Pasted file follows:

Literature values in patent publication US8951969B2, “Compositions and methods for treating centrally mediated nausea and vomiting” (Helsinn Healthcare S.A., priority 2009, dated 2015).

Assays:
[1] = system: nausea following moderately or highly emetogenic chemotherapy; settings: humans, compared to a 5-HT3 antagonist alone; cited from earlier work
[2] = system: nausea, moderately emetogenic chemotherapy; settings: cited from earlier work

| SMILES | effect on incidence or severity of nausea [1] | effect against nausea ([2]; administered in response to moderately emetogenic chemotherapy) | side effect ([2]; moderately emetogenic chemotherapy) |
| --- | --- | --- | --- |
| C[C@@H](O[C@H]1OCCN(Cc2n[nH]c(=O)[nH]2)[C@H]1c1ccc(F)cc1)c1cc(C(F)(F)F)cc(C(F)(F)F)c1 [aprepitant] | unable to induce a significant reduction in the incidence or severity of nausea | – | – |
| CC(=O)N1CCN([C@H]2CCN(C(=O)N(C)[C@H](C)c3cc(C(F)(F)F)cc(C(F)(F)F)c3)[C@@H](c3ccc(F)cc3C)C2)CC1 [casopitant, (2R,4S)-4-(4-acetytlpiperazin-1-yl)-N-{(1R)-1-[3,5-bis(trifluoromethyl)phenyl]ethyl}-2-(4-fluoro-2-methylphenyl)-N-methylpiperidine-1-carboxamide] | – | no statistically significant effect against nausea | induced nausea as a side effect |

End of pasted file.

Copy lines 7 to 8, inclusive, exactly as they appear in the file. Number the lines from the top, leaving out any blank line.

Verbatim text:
| C[C@@H](O[C@H]1OCCN(Cc2n[nH]c(=O)[nH]2)[C@H]1c1ccc(F)cc1)c1cc(C(F)(F)F)cc(C(F)(F)F)c1 [aprepitant] | unable to induce a significant reduction in the incidence or severity of nausea | – | – |
| CC(=O)N1CCN([C@H]2CCN(C(=O)N(C)[C@H](C)c3cc(C(F)(F)F)cc(C(F)(F)F)c3)[C@@H](c3ccc(F)cc3C)C2)CC1 [casopitant, (2R,4S)-4-(4-acetytlpiperazin-1-yl)-N-{(1R)-1-[3,5-bis(trifluoromethyl)phenyl]ethyl}-2-(4-fluoro-2-methylphenyl)-N-methylpiperidine-1-carboxamide] | – | no statistically significant effect against nausea | induced nausea as a side effect |